According to the muckrakers at, Brandy told witnesses at the scene that the crash, in which Brandy's 2007 Land Rover apparently rear-ended the Toyota driven by the deceased victim, was her fault.

Brandy's publicist released this statement today:
Brandy was involved in a car accident December 30, 2006 in Los Angeles, where there was a fatality. She wishes to publicly express her condolences to the family of the deceased. Brandy asks that you respect the privacy of everyone involved at this time.
Reading the subtext:
Brandy hopes the deceased's family doesn't sue her britches off before a financial settlement can be reached.

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Tuesday, January 16, 2007

Do you take one Golden Globe, or two?

Just for the record: My globes are not golden — they're frozen.

It's 24 degrees Fahrenheit this morning, here in what's supposed to be balmy northern California. Yes, I realize that those of you in the Midwest who have icicles dangling from your noses are thinking that 24 degrees sounds like a vacation in Jamaica. But for us warm-climate pantywaists, this is wicked cold.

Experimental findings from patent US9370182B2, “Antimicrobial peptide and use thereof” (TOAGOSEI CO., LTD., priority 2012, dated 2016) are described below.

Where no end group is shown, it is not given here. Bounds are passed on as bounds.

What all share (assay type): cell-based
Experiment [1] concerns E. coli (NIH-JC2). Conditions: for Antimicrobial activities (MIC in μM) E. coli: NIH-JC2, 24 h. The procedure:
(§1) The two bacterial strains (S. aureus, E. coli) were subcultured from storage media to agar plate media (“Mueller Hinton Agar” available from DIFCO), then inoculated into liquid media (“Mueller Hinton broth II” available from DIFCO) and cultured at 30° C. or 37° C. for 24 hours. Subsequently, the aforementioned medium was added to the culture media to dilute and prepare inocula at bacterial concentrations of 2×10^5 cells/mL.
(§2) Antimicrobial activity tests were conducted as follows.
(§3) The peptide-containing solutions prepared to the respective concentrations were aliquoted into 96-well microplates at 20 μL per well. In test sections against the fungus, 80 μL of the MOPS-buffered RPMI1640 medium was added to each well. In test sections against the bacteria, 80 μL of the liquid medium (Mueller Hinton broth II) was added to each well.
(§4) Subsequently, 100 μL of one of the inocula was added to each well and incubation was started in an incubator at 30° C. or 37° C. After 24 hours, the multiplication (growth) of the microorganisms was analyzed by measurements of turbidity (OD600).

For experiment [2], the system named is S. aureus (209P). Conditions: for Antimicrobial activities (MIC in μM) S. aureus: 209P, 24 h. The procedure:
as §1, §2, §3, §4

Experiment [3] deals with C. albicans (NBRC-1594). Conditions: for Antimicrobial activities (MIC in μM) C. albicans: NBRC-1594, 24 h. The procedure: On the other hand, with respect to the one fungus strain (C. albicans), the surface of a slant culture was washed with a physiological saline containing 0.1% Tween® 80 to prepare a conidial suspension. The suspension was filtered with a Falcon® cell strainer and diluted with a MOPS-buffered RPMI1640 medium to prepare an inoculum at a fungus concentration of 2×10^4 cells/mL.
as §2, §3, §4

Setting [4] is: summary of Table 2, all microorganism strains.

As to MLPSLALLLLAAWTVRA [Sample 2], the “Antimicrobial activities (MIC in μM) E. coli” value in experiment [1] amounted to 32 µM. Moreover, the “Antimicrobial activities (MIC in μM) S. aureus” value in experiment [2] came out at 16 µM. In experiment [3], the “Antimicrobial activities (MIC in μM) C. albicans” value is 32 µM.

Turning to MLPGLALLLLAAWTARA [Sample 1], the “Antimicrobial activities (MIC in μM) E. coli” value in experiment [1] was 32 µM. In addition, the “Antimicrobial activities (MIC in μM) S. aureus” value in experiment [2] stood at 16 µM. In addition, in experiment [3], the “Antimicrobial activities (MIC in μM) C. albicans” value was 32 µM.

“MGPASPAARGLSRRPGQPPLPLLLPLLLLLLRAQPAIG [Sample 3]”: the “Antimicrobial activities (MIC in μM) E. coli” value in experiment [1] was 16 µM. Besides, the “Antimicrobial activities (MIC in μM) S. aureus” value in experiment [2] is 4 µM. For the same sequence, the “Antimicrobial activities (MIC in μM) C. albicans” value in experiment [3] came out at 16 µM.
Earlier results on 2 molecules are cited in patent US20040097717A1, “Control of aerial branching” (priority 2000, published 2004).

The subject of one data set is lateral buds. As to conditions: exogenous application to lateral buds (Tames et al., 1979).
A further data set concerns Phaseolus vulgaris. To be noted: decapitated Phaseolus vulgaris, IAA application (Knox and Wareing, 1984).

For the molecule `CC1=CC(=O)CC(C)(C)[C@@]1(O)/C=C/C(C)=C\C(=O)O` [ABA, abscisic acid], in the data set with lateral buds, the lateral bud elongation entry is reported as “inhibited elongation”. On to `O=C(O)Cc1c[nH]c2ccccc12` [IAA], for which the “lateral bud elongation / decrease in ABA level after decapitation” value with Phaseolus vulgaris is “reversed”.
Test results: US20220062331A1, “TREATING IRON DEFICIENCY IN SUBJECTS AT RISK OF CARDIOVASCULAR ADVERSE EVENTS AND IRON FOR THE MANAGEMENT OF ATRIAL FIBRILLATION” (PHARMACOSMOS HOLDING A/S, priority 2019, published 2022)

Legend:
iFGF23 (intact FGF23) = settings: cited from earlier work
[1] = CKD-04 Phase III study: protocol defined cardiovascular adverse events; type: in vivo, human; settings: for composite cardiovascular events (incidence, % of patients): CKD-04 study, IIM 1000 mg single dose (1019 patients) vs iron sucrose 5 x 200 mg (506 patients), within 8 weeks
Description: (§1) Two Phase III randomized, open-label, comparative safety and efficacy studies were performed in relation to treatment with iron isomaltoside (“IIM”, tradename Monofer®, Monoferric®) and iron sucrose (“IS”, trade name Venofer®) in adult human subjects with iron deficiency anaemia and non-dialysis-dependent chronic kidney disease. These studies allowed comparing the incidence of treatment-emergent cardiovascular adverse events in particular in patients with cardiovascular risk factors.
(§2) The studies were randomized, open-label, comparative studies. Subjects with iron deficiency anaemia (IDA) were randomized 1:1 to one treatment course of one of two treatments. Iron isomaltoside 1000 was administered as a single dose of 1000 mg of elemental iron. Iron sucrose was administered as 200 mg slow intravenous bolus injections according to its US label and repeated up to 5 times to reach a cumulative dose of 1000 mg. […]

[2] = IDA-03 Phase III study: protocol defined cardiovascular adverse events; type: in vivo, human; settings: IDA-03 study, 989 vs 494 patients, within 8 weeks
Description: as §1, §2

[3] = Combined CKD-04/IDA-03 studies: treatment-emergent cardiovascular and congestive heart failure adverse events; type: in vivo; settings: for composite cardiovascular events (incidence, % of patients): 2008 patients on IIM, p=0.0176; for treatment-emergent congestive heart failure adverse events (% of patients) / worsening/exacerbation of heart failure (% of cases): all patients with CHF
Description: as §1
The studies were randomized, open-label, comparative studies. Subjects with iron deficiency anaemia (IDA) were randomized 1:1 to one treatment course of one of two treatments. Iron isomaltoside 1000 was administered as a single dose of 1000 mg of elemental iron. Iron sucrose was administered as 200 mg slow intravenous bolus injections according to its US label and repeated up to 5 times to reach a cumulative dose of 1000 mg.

Speaking of 24: Is there a compelling reason why the second half of the four-hour season premiere always gets scheduled opposite the Golden Globe Awards? Someone in Hollywood hates me. (Not you, Trebek. We have an understanding.)

At any rate, those funloving folks at the Hollywood Foreign Press Association handed out their annual Golden Globes last night. Among the highlights of the mutual admiration society banquet:
  • The easiest win of the night had to be Forest Whitaker's triumph for Best Actor in a Motion Picture, Drama. When two of the other nominees in an acting category are Leonardo DiCaprio (for both Blood Diamond and The Departed), the third is Peter O'Toole in a movie no one heard of, much less saw, and the fourth is Will Smith — an underrated actor, but no Forest Whitaker — heck, I could have won if I'd made a movie last year.